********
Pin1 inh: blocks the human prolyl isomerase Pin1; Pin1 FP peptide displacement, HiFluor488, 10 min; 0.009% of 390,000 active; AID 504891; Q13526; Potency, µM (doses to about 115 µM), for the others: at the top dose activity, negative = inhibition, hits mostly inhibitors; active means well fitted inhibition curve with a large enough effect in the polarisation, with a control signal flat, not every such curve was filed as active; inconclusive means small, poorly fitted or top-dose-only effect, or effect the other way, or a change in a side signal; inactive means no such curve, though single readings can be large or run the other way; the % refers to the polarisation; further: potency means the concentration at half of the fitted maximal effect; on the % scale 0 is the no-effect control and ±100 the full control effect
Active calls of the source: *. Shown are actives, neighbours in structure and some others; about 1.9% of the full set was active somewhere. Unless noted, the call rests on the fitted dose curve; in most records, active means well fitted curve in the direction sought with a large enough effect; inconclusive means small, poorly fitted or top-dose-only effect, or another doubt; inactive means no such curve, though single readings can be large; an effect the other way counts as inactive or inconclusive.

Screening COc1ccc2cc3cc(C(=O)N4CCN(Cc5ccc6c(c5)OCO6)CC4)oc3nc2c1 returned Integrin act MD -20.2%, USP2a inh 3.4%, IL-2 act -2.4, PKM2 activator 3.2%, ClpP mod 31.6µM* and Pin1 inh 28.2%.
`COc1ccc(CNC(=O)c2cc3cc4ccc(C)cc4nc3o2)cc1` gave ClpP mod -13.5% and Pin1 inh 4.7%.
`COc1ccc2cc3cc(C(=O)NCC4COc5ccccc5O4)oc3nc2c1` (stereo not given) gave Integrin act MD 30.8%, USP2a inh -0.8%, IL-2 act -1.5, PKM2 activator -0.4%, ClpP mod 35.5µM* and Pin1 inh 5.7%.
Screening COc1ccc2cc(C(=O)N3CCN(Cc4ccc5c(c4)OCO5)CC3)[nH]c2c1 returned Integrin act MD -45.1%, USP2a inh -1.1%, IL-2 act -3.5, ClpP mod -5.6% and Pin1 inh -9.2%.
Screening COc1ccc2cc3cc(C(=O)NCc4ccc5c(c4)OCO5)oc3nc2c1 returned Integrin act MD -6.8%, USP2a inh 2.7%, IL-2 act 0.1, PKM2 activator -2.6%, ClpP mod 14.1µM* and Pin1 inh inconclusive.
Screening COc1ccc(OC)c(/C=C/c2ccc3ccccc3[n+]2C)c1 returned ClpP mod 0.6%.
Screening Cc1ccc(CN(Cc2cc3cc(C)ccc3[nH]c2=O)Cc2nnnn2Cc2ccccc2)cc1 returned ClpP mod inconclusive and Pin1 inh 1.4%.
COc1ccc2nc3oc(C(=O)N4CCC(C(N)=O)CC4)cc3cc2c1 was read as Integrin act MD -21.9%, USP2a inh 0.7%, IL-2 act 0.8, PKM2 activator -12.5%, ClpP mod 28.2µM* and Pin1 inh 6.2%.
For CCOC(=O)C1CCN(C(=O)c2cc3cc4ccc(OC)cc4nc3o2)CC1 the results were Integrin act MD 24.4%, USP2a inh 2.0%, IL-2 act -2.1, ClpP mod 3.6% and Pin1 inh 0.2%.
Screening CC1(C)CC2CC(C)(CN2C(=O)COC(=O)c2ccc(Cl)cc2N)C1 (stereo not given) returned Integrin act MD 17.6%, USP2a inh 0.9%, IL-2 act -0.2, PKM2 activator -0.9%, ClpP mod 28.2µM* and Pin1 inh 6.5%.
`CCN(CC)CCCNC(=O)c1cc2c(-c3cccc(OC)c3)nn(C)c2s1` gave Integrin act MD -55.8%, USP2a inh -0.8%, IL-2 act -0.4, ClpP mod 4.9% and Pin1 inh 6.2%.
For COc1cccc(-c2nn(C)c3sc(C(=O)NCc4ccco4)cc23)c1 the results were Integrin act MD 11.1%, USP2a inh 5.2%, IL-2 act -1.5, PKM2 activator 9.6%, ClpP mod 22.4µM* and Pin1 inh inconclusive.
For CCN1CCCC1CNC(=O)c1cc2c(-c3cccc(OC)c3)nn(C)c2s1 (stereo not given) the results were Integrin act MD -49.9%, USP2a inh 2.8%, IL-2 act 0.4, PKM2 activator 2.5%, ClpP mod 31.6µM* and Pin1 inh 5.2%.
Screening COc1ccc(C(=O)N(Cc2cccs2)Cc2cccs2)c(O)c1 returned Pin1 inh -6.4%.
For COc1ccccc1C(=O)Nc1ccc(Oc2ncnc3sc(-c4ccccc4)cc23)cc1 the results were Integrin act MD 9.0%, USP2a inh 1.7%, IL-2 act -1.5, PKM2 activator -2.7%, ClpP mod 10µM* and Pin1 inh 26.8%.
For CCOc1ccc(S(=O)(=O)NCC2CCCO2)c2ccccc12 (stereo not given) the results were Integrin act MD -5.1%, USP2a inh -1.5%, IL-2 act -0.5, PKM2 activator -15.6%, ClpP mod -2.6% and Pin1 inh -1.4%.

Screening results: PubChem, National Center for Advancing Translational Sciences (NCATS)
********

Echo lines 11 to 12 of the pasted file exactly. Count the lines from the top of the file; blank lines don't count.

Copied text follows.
For CCOC(=O)C1CCN(C(=O)c2cc3cc4ccc(OC)cc4nc3o2)CC1 the results were Integrin act MD 24.4%, USP2a inh 2.0%, IL-2 act -2.1, ClpP mod 3.6% and Pin1 inh 0.2%.
Screening CC1(C)CC2CC(C)(CN2C(=O)COC(=O)c2ccc(Cl)cc2N)C1 (stereo not given) returned Integrin act MD 17.6%, USP2a inh 0.9%, IL-2 act -0.2, PKM2 activator -0.9%, ClpP mod 28.2µM* and Pin1 inh 6.5%.